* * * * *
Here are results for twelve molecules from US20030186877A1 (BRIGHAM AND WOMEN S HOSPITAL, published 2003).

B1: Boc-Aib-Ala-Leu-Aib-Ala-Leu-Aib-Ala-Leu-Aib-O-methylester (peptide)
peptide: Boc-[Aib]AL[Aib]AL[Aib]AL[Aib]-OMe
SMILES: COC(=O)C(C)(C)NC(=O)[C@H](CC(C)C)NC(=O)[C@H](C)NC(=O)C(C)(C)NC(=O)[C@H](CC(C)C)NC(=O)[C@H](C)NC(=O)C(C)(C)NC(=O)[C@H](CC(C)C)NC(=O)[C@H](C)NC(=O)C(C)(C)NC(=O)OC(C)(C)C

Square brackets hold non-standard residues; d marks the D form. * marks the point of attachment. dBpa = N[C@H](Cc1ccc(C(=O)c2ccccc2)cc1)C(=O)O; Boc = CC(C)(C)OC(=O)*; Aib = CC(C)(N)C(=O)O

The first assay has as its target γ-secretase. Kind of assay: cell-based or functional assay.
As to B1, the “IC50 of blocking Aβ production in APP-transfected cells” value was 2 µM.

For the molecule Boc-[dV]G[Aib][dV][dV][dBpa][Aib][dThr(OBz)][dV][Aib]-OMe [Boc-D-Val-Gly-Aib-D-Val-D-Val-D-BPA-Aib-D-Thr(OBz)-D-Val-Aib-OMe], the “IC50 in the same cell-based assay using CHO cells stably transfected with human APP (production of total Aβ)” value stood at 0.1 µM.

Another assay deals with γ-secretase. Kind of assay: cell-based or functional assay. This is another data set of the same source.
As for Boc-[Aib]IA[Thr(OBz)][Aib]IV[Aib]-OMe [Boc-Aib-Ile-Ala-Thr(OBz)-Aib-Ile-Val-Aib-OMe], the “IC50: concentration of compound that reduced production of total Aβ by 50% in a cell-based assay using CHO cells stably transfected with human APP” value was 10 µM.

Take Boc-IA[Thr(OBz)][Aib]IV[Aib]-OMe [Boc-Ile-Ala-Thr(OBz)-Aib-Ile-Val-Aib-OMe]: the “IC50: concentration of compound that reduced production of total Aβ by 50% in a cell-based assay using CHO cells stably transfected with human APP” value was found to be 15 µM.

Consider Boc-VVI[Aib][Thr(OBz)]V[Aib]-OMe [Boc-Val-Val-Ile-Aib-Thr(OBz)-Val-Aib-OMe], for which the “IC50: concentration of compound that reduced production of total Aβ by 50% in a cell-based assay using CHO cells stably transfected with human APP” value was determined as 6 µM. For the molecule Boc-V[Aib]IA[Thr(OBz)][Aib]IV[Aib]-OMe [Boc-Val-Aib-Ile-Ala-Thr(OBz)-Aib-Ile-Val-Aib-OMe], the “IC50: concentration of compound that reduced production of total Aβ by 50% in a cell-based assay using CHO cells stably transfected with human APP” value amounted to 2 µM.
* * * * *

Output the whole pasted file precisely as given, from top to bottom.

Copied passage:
Here are results for twelve molecules from US20030186877A1 (BRIGHAM AND WOMEN S HOSPITAL, published 2003).

B1: Boc-Aib-Ala-Leu-Aib-Ala-Leu-Aib-Ala-Leu-Aib-O-methylester (peptide)
peptide: Boc-[Aib]AL[Aib]AL[Aib]AL[Aib]-OMe
SMILES: COC(=O)C(C)(C)NC(=O)[C@H](CC(C)C)NC(=O)[C@H](C)NC(=O)C(C)(C)NC(=O)[C@H](CC(C)C)NC(=O)[C@H](C)NC(=O)C(C)(C)NC(=O)[C@H](CC(C)C)NC(=O)[C@H](C)NC(=O)C(C)(C)NC(=O)OC(C)(C)C

Square brackets hold non-standard residues; d marks the D form. * marks the point of attachment. dBpa = N[C@H](Cc1ccc(C(=O)c2ccccc2)cc1)C(=O)O; Boc = CC(C)(C)OC(=O)*; Aib = CC(C)(N)C(=O)O

The first assay has as its target γ-secretase. Kind of assay: cell-based or functional assay.
As to B1, the “IC50 of blocking Aβ production in APP-transfected cells” value was 2 µM.

For the molecule Boc-[dV]G[Aib][dV][dV][dBpa][Aib][dThr(OBz)][dV][Aib]-OMe [Boc-D-Val-Gly-Aib-D-Val-D-Val-D-BPA-Aib-D-Thr(OBz)-D-Val-Aib-OMe], the “IC50 in the same cell-based assay using CHO cells stably transfected with human APP (production of total Aβ)” value stood at 0.1 µM.

Another assay deals with γ-secretase. Kind of assay: cell-based or functional assay. This is another data set of the same source.
As for Boc-[Aib]IA[Thr(OBz)][Aib]IV[Aib]-OMe [Boc-Aib-Ile-Ala-Thr(OBz)-Aib-Ile-Val-Aib-OMe], the “IC50: concentration of compound that reduced production of total Aβ by 50% in a cell-based assay using CHO cells stably transfected with human APP” value was 10 µM.

Take Boc-IA[Thr(OBz)][Aib]IV[Aib]-OMe [Boc-Ile-Ala-Thr(OBz)-Aib-Ile-Val-Aib-OMe]: the “IC50: concentration of compound that reduced production of total Aβ by 50% in a cell-based assay using CHO cells stably transfected with human APP” value was found to be 15 µM.

Consider Boc-VVI[Aib][Thr(OBz)]V[Aib]-OMe [Boc-Val-Val-Ile-Aib-Thr(OBz)-Val-Aib-OMe], for which the “IC50: concentration of compound that reduced production of total Aβ by 50% in a cell-based assay using CHO cells stably transfected with human APP” value was determined as 6 µM. For the molecule Boc-V[Aib]IA[Thr(OBz)][Aib]IV[Aib]-OMe [Boc-Val-Aib-Ile-Ala-Thr(OBz)-Aib-Ile-Val-Aib-OMe], the “IC50: concentration of compound that reduced production of total Aβ by 50% in a cell-based assay using CHO cells stably transfected with human APP” value amounted to 2 µM.